Ruth S. Gubernick, MPH
I am the proud grandmother of a 5-month-old granddaughter whose parents are having her immunized by her pediatrician, according to the Recommended Immunization Schedule, approved by the Advisory Committee on Immunization Practices (ACIP), the American Academy of Pediatrics (AAP) and the American Academy of Family Physicians (AAFP).
Recent articles and a national survey are reporting, however, that at least one out of every 10 parents in this country are not following this recommended schedule and are opting out of immunizing their children either on time or at all. Most of these parents are college-educated professionals. Some of these children will be the playmates of my granddaughter.
Vaccine hesitancy is resulting in lower immunization rates in the U.S. today. This year alone, we've had outbreaks of whooping cough and measles in several U.S. communities. Those diseases are only a plane ride away. Several people incubating measles flew into Newark, NJ earlier this year coming in contact with young families in several communities. The un/under-protected infants and children in those communities without high immunization rates or community/herd immunity were especially at risk of disease.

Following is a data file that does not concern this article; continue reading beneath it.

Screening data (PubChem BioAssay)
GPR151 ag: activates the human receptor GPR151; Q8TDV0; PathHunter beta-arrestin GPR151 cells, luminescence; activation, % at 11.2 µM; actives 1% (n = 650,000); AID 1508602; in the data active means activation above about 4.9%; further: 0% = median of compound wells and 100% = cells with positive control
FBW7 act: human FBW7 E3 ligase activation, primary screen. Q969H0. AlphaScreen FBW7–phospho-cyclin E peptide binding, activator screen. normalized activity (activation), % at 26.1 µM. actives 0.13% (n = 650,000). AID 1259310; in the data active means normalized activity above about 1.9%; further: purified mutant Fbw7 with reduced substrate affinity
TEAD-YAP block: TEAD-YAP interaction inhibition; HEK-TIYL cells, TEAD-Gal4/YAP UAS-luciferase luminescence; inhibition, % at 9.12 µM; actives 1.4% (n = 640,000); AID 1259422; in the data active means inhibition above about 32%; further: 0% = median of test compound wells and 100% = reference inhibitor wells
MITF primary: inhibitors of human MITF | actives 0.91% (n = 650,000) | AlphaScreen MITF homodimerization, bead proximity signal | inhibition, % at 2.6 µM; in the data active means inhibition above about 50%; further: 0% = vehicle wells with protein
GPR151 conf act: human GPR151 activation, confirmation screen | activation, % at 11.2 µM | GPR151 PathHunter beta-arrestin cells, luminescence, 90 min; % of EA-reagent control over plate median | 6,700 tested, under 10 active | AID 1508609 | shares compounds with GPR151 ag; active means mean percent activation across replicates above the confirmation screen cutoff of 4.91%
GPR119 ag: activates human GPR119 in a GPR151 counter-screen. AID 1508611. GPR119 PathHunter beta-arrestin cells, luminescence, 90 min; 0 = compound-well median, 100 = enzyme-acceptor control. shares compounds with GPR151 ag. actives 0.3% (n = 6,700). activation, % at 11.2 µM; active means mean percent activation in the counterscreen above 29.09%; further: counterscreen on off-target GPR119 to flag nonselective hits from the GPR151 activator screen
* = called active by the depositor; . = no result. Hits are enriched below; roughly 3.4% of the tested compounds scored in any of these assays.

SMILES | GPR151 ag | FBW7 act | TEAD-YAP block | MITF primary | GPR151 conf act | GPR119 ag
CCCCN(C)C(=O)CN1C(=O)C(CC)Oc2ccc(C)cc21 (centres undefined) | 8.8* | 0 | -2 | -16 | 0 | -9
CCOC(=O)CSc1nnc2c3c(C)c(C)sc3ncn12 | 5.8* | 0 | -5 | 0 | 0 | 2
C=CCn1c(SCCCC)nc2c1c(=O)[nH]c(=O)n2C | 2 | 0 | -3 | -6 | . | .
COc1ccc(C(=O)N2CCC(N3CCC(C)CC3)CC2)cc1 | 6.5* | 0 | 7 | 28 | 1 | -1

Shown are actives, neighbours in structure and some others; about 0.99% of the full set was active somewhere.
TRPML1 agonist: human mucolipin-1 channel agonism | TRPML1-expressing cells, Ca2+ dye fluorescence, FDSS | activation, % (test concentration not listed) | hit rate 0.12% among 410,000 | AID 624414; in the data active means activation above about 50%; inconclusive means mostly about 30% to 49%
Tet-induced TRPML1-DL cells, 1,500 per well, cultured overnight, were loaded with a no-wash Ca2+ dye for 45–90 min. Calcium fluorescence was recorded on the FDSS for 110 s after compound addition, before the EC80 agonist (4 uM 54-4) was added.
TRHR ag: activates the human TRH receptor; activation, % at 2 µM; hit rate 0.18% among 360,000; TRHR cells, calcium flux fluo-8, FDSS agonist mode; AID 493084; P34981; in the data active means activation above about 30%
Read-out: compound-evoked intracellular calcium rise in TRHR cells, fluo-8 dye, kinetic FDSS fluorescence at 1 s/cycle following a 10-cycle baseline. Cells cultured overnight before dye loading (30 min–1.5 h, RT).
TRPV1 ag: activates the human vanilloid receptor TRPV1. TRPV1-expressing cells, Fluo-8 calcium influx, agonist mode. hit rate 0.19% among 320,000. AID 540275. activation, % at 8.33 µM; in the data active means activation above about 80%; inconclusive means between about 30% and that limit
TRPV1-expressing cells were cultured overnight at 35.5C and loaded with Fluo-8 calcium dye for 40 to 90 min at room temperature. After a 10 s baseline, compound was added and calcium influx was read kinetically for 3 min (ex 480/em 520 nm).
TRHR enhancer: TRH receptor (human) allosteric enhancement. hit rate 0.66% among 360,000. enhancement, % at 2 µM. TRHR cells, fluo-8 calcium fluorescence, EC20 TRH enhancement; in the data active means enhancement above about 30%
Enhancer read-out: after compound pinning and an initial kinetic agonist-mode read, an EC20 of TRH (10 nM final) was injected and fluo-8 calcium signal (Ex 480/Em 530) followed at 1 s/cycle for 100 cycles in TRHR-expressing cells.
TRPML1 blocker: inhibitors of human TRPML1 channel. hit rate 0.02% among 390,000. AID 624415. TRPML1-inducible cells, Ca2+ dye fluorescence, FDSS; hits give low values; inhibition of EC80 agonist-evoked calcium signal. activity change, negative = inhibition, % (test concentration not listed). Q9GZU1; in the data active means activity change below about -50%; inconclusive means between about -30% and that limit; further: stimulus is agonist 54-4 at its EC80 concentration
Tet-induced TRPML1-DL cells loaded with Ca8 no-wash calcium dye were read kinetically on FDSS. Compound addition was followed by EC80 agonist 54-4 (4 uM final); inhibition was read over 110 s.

Parents don't want the government or anyone else to make those decisions for their children. I get that. But the problem is where they are choosing to get their information about vaccine safety. It's often the talking heads on TV and Internet bloggers with misinformation, rather than science-based research. I'm in favor of individual rights but their decisions for their own children can adversely impact my granddaughter, who is not yet old enough to be protected against diseases such as measles or chickenpox.
As a public health professional, I see immunizations as a societal responsibility, to protect those who are too young or otherwise unable to receive these recommended childhood immunizations against 14 potentially life-threatening vaccine preventable diseases. Parents who hold "pox parties" or share "lolly-pox" with their infected child's saliva or swabs dabbed with fluid from their child's pox with other families, rather than have their children immunized, make me crazy. Natural disease is not less risky than a vaccine!
I recently piloted an online course that I designed and built for the JSPH Teaching/Learning Seminar required for my doctoral program. It is about immunizations and targets college-educated professionals who are new parents. My students reported that video clips of parents telling their own stories had the most impact on them. I introduced the course with How safe are we? The Role of Vaccines in Protecting your Community ( http://www.youtube.com/watch?v=hsDU35G477E&feature=youtu.be ). It opens with a mom sharing how she felt about unknowingly infecting her newborn with Pertussis. Share these stories with the families that you care for and care about who may be vaccine hesitant. As a grandparent and population health advocate and student, I thank you.
Ruth Gubernick is a JSPH doctoral student.